The Far West Ski Association Turns 90 - Cover2
The Far West Ski Association Turns 90 - 1
The Far West Ski Association Turns 90 - 2
The Far West Ski Association Turns 90 - 3
The Far West Ski Association Turns 90 - Index
The Far West Ski Association Turns 90 - 5
The Far West Ski Association Turns 90 - 6
The Far West Ski Association Turns 90 - 7
The Far West Ski Association Turns 90 - 8
The Far West Ski Association Turns 90 - 9
The Far West Ski Association Turns 90 - 10
The Far West Ski Association Turns 90 - 11
The Far West Ski Association Turns 90 - 12
The Far West Ski Association Turns 90 - 13
The Far West Ski Association Turns 90 - 14
The Far West Ski Association Turns 90 - 15
The Far West Ski Association Turns 90 - 16
The Far West Ski Association Turns 90 - 17
The Far West Ski Association Turns 90 - 18
The Far West Ski Association Turns 90 - 19
The Far West Ski Association Turns 90 - 20
The Far West Ski Association Turns 90 - 21
The Far West Ski Association Turns 90 - 22
The Far West Ski Association Turns 90 - 23
The Far West Ski Association Turns 90 - 24
The Far West Ski Association Turns 90 - 25
The Far West Ski Association Turns 90 - 26
The Far West Ski Association Turns 90 - 27
The Far West Ski Association Turns 90 - 28
The Far West Ski Association Turns 90 - 29
The Far West Ski Association Turns 90 - 30
The Far West Ski Association Turns 90 - 31
The Far West Ski Association Turns 90 - 32
The Far West Ski Association Turns 90 - 33
The Far West Ski Association Turns 90 - 34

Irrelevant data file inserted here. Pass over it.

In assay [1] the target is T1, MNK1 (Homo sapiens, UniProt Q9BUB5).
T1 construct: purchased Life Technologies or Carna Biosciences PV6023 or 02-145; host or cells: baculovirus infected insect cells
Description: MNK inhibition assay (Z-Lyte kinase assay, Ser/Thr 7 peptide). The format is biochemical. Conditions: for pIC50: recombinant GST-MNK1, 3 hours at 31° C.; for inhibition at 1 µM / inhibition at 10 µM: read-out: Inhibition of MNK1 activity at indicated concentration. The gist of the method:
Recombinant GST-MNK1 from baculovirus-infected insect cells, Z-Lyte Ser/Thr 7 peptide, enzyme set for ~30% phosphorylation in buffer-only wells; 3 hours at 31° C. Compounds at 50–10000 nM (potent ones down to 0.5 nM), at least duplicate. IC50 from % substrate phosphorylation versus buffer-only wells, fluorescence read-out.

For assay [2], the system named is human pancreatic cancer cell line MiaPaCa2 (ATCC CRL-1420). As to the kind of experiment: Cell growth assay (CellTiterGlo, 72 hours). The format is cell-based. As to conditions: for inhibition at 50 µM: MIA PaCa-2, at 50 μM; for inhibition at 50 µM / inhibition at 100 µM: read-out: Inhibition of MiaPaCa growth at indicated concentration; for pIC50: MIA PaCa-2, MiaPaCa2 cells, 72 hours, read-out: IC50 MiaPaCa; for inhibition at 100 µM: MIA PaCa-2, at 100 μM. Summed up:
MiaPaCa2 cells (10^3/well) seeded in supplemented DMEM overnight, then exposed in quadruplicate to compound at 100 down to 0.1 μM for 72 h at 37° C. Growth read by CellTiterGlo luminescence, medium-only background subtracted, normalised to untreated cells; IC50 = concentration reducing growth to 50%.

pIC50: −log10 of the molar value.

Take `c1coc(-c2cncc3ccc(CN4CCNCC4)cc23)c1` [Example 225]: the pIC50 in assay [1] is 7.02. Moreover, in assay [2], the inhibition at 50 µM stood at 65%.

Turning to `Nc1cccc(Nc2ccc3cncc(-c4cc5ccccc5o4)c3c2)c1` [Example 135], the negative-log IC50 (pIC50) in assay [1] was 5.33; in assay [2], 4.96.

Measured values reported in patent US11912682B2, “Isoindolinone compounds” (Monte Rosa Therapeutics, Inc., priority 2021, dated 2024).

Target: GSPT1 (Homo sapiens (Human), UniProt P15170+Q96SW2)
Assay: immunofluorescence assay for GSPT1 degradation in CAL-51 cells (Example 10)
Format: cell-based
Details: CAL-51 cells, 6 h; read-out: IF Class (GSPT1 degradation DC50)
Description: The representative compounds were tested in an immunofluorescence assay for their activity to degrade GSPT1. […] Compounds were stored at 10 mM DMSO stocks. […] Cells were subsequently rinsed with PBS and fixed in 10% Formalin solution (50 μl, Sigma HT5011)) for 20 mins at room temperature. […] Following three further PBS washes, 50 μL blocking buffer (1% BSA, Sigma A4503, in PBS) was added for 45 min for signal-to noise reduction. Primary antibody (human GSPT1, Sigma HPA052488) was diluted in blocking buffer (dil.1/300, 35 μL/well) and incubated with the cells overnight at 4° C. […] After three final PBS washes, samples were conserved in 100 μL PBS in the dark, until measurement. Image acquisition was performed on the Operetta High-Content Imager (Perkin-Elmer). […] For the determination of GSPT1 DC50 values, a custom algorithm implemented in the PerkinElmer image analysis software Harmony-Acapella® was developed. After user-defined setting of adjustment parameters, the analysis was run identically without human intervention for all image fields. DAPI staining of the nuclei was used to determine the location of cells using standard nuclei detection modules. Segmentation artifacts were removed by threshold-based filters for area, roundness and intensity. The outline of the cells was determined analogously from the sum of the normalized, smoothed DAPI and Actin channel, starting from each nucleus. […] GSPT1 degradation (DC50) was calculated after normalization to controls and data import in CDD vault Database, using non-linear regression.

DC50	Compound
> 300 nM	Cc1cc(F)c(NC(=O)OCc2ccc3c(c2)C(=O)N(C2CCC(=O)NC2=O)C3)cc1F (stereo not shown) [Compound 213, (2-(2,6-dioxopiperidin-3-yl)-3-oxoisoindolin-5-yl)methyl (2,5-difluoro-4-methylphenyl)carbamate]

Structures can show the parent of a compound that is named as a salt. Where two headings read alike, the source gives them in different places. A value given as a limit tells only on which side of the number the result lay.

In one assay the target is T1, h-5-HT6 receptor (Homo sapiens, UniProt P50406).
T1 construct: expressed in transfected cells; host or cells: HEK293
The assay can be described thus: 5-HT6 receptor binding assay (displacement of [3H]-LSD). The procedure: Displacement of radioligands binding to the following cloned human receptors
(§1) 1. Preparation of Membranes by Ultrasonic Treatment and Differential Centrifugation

The Far West Ski Association Turns 90 - 35
The Far West Ski Association Turns 90 - 36
The Far West Ski Association Turns 90 - 37
The Far West Ski Association Turns 90 - 38
The Far West Ski Association Turns 90 - 39
The Far West Ski Association Turns 90 - 40
The Far West Ski Association Turns 90 - 41
The Far West Ski Association Turns 90 - 42
The Far West Ski Association Turns 90 - 43
The Far West Ski Association Turns 90 - 44
The Far West Ski Association Turns 90 - 45
The Far West Ski Association Turns 90 - 46
The Far West Ski Association Turns 90 - 47
The Far West Ski Association Turns 90 - 48
The Far West Ski Association Turns 90 - 49
The Far West Ski Association Turns 90 - 50
The Far West Ski Association Turns 90 - 51
The Far West Ski Association Turns 90 - 52
The Far West Ski Association Turns 90 - 53
The Far West Ski Association Turns 90 - 54
The Far West Ski Association Turns 90 - 55
The Far West Ski Association Turns 90 - 56
The Far West Ski Association Turns 90 - 57
The Far West Ski Association Turns 90 - 58
The Far West Ski Association Turns 90 - 59
The Far West Ski Association Turns 90 - 60
The Far West Ski Association Turns 90 - 61
The Far West Ski Association Turns 90 - 62
The Far West Ski Association Turns 90 - 63
The Far West Ski Association Turns 90 - 64
The Far West Ski Association Turns 90 - 65
The Far West Ski Association Turns 90 - 66
The Far West Ski Association Turns 90 - 67
The Far West Ski Association Turns 90 - 68
The Far West Ski Association Turns 90 - 69
The Far West Ski Association Turns 90 - 70
The Far West Ski Association Turns 90 - 71
The Far West Ski Association Turns 90 - 72
The Far West Ski Association Turns 90 - 73
The Far West Ski Association Turns 90 - 74
The Far West Ski Association Turns 90 - 75
The Far West Ski Association Turns 90 - 76
The Far West Ski Association Turns 90 - Cover3
The Far West Ski Association Turns 90 - Cover4
https://www.nxtbookmedia.com